Table 1. Core questions in Stage 1

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9 Also, this stage employed a number of skip patterns, based on previous answers, and it offered advanced presentations of questions using "drop-down" menus and "radio" buttons to prevent measurement errors and respondent fatigue. In addition, the survey database was integrated with the Fuel Economy Guide (Fuel Economy Guide (FEG), 1972-2005), which included more that 20,000 make/models of vehicles. This allowed respondents to query - instead of typing - the make, year and model of their vehicle(s), thereby allowing additional car characteristics, such as fuel economy, vehicle type and annual fuel cost, to be integrated with the overall responses of individuals, while minimizing response error.

2.3 Stage 2: Stated Choices Experiment for Alternative Fuelled Vehicles

10 The objective of this stage was to obtain household preferences for alternative fuelled vehicles and to identify trade-offs and incentives for households to switch to cleaner vehicle technologies. Vehicle options were labelled based on the fuel-type and class/size of the vehicle. The fuel-type label included three options: conventional gasoline, hybrid-electric and alternative-fuel vehicle (i.e., methanol, ethanol or natural gas solely or mixed with gasoline). The class/size label included seven categories: subcompact, compact, mid-size and large car, pick-up truck, van and sport utility vehicle (SUV). The attributes and levels of this experiment were defined based on the existing literature (Adler et al., 2003; Choo and Mokhtarian, 2004; Tompikins et al., 1998; Bunch et al., 1993; Calfee, 1985; Dagsvik et al., 2002; de Jong et al., 2004; Ewing and Sarigollu, 1998) and were adjusted by two pilot and one pre-test surveys. As a general strategy, we included the most important and relevant attributes because of the overall cognitive complexity in the choice task and respondents' fatigue.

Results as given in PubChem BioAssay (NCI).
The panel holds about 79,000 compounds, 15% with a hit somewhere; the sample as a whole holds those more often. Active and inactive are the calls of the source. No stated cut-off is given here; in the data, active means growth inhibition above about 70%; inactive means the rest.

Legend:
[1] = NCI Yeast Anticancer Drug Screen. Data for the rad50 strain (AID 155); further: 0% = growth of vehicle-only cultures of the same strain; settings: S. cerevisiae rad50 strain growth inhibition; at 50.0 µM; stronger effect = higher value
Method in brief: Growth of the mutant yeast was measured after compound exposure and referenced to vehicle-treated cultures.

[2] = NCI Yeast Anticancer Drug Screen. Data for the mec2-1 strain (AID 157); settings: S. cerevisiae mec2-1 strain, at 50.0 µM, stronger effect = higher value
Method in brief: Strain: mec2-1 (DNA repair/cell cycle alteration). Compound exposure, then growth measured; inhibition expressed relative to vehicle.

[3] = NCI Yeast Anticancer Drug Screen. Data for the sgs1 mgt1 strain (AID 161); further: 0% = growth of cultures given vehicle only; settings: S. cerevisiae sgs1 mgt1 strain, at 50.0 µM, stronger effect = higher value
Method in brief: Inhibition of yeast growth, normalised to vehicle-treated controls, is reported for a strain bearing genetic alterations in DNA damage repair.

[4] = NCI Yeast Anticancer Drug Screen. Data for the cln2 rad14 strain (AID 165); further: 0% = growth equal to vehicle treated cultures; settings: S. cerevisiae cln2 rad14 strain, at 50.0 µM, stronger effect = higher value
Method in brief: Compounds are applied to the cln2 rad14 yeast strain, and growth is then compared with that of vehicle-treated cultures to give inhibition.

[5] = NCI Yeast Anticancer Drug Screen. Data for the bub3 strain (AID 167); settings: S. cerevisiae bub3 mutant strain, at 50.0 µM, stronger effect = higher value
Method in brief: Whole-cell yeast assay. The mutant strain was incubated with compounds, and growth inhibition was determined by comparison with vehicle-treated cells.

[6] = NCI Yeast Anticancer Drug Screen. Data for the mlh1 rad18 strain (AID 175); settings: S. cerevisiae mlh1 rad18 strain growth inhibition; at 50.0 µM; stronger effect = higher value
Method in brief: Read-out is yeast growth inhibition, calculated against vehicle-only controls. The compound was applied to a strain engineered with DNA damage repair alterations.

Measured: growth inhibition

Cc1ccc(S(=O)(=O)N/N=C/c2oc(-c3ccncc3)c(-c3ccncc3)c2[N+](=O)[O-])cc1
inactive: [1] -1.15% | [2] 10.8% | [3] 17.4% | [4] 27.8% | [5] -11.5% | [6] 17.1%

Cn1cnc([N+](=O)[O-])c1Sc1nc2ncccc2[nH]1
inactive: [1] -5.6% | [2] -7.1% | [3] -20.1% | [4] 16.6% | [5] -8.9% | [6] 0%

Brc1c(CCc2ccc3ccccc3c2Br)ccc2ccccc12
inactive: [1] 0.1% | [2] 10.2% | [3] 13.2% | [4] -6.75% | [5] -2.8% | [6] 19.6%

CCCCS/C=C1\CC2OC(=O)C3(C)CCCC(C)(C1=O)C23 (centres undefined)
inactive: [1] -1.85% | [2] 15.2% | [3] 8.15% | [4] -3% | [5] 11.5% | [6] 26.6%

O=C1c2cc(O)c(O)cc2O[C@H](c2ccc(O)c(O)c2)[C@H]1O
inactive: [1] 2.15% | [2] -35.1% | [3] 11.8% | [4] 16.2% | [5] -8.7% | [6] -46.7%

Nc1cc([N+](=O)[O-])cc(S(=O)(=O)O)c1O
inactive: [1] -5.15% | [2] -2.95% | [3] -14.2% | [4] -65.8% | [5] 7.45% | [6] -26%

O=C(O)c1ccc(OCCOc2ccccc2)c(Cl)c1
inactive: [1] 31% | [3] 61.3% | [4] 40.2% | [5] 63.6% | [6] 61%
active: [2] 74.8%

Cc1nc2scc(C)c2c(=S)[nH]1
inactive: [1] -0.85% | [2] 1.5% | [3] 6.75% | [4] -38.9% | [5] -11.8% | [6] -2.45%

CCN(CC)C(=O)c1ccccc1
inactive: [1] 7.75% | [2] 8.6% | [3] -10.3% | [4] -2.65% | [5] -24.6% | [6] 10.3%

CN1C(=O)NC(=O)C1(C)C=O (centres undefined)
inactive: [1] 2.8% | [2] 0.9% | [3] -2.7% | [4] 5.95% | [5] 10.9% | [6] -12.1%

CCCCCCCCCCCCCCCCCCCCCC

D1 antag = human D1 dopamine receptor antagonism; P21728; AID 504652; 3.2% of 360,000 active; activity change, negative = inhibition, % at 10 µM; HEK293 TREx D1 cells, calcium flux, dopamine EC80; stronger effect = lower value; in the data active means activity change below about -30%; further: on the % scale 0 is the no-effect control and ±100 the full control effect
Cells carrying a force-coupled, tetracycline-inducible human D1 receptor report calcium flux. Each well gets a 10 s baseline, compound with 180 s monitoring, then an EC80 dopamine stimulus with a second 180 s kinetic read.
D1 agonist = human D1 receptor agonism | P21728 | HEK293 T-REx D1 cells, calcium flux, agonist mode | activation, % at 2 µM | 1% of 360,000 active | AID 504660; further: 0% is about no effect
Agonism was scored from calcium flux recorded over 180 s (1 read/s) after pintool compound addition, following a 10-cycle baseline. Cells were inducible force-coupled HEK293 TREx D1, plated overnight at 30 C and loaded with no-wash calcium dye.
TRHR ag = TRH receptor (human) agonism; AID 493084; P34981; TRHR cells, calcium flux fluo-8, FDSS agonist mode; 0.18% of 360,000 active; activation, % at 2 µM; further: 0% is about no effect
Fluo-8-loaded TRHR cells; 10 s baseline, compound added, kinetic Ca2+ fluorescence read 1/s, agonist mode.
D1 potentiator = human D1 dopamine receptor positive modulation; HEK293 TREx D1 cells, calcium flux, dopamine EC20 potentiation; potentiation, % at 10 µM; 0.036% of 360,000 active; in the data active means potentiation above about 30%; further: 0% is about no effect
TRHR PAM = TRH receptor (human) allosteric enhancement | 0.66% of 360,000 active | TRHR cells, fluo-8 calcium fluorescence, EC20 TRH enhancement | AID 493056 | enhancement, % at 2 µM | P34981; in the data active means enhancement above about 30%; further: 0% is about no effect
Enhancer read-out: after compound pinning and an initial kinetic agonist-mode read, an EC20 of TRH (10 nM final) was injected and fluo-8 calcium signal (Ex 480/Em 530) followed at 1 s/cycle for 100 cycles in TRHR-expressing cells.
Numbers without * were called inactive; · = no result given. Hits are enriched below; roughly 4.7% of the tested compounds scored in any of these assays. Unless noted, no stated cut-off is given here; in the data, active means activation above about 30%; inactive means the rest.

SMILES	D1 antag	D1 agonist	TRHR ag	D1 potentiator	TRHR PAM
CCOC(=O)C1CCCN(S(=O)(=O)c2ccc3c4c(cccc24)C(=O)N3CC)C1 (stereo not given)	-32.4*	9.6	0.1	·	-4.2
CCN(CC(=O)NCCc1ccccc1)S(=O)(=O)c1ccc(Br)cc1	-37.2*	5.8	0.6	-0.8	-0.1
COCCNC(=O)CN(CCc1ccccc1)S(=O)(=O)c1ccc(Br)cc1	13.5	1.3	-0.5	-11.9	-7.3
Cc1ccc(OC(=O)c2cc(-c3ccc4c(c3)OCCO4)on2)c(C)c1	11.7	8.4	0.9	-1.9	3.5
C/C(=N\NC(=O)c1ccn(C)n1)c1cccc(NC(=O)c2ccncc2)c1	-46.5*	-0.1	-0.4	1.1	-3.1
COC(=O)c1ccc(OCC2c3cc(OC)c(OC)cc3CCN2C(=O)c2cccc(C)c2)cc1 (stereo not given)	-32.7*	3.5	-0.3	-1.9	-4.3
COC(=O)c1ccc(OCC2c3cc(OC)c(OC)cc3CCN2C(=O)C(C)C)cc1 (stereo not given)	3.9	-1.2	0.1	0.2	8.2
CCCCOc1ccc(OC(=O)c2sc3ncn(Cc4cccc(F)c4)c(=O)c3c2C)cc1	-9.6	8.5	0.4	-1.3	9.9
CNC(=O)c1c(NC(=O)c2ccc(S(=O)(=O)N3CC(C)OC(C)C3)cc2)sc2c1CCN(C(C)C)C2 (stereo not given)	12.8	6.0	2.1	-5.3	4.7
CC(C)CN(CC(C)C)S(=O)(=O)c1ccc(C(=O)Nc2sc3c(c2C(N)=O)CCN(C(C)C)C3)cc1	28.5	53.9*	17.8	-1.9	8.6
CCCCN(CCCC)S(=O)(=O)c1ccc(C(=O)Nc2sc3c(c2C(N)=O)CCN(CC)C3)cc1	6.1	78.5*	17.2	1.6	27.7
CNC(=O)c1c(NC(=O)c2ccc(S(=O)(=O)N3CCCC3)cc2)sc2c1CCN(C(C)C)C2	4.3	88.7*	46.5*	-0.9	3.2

11 As shown in Table 2, each choice exercise included three generic monetary attributes, which were customized per respondent. Previous research has shown that monetary attributes constitute the most important consideration of households willing to purchase a vehicle (Mohammadian and Miller, 2003). In this experiment, we summarized the monetary costs under three attributes: the purchase price before taxes and the annual fuel and maintenance costs. The annual fuel cost was computed as the product between the number of kilometres the vehicle would be driven per year, as specified by the respondent in Stage 1, and the average fuel cost per kilometre, which was class/size specific (in cents/km). Expression of the fuel cost in annual terms was preferred than weekly fuel cost, because the pilot surveys showed that respondents found more difficulty in assessing the weekly kilometres than the annual kilometres travelled.

12 Also, a set of non-monetary - performance and convenience - attributes consists of fuel availability, incentives and acceleration. Fuel availability was defined as the portion of existing stations offering fuels other than gasoline close to the residential area of the respondent. This attribute was applied only on the alternative fuelled vehicle option. Incentives were offered as advantages or rewards that one gains from buying a hybrid electric or an alternative fuelled vehicle. Incentives involved elimination of vehicle sales tax and parking fees or permission to drive on dedicated lanes for cleaner vehicles. These benefits are some of the most common tools that local or federal governments discuss for encouraging households to switch their choices towards cleaner private transportation options (Transport Canada, 2004). Finally, pollution level was introduced to assess if vehicle cleanliness would be perceived as an important factor by potential buyers.

Table 1. Attributes and levels of the discrete choice experiment

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2.4 Experimental Design

13 Respondents completed eight choice exercises, each of them involving the choice of one out of three vehicle options based on fuel type (see Figure 2). The conventional gasoline vehicle constitutes the base alternative, which was customized per respondent and its levels took values based on information elicited in Stage 1 of the survey (see Table 1, Future Plans). The other two options, that is, the hybrid electric and the alternative-fuel vehicles were constructed based on the scenarios of an experimental design matrix (Louviere et al., 2000).